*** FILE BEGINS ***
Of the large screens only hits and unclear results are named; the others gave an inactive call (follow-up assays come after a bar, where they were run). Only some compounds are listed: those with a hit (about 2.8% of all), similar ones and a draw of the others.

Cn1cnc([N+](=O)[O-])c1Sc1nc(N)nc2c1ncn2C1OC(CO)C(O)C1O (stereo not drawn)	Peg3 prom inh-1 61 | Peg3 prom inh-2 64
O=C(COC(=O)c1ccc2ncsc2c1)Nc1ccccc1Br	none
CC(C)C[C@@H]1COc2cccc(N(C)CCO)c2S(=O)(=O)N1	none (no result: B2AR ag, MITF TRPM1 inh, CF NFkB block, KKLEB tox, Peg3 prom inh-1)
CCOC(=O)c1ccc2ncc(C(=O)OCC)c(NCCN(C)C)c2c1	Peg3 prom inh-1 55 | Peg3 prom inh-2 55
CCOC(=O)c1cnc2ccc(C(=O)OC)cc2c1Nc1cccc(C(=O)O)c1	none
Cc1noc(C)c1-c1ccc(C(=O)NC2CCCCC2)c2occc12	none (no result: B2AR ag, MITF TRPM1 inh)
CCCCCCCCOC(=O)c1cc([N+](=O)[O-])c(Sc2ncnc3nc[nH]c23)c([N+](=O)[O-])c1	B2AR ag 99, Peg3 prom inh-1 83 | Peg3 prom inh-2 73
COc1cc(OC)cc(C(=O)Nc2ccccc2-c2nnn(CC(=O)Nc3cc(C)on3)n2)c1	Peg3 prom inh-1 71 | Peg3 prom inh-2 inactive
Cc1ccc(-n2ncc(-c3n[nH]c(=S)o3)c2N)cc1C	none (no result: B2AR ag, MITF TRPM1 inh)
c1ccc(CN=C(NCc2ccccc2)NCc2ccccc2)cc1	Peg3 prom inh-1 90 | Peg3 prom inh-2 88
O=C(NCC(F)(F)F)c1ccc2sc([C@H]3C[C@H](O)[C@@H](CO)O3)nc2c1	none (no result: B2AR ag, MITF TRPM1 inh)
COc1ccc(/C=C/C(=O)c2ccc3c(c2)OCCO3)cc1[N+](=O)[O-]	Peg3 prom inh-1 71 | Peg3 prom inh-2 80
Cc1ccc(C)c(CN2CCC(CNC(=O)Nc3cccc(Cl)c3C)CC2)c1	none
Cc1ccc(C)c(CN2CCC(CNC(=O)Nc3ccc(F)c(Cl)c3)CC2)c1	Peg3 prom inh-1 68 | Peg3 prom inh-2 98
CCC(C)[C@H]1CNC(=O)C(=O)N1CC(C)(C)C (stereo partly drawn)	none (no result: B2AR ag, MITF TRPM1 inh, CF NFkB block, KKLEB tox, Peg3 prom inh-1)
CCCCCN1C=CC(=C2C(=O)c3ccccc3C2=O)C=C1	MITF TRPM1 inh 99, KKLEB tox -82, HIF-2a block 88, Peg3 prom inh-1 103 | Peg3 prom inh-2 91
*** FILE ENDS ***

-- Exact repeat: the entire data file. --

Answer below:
Of the large screens only hits and unclear results are named; the others gave an inactive call (follow-up assays come after a bar, where they were run). Only some compounds are listed: those with a hit (about 2.8% of all), similar ones and a draw of the others.

Cn1cnc([N+](=O)[O-])c1Sc1nc(N)nc2c1ncn2C1OC(CO)C(O)C1O (stereo not drawn)	Peg3 prom inh-1 61 | Peg3 prom inh-2 64
O=C(COC(=O)c1ccc2ncsc2c1)Nc1ccccc1Br	none
CC(C)C[C@@H]1COc2cccc(N(C)CCO)c2S(=O)(=O)N1	none (no result: B2AR ag, MITF TRPM1 inh, CF NFkB block, KKLEB tox, Peg3 prom inh-1)
CCOC(=O)c1ccc2ncc(C(=O)OCC)c(NCCN(C)C)c2c1	Peg3 prom inh-1 55 | Peg3 prom inh-2 55
CCOC(=O)c1cnc2ccc(C(=O)OC)cc2c1Nc1cccc(C(=O)O)c1	none
Cc1noc(C)c1-c1ccc(C(=O)NC2CCCCC2)c2occc12	none (no result: B2AR ag, MITF TRPM1 inh)
CCCCCCCCOC(=O)c1cc([N+](=O)[O-])c(Sc2ncnc3nc[nH]c23)c([N+](=O)[O-])c1	B2AR ag 99, Peg3 prom inh-1 83 | Peg3 prom inh-2 73
COc1cc(OC)cc(C(=O)Nc2ccccc2-c2nnn(CC(=O)Nc3cc(C)on3)n2)c1	Peg3 prom inh-1 71 | Peg3 prom inh-2 inactive
Cc1ccc(-n2ncc(-c3n[nH]c(=S)o3)c2N)cc1C	none (no result: B2AR ag, MITF TRPM1 inh)
c1ccc(CN=C(NCc2ccccc2)NCc2ccccc2)cc1	Peg3 prom inh-1 90 | Peg3 prom inh-2 88
O=C(NCC(F)(F)F)c1ccc2sc([C@H]3C[C@H](O)[C@@H](CO)O3)nc2c1	none (no result: B2AR ag, MITF TRPM1 inh)
COc1ccc(/C=C/C(=O)c2ccc3c(c2)OCCO3)cc1[N+](=O)[O-]	Peg3 prom inh-1 71 | Peg3 prom inh-2 80
Cc1ccc(C)c(CN2CCC(CNC(=O)Nc3cccc(Cl)c3C)CC2)c1	none
Cc1ccc(C)c(CN2CCC(CNC(=O)Nc3ccc(F)c(Cl)c3)CC2)c1	Peg3 prom inh-1 68 | Peg3 prom inh-2 98
CCC(C)[C@H]1CNC(=O)C(=O)N1CC(C)(C)C (stereo partly drawn)	none (no result: B2AR ag, MITF TRPM1 inh, CF NFkB block, KKLEB tox, Peg3 prom inh-1)
CCCCCN1C=CC(=C2C(=O)c3ccccc3C2=O)C=C1	MITF TRPM1 inh 99, KKLEB tox -82, HIF-2a block 88, Peg3 prom inh-1 103 | Peg3 prom inh-2 91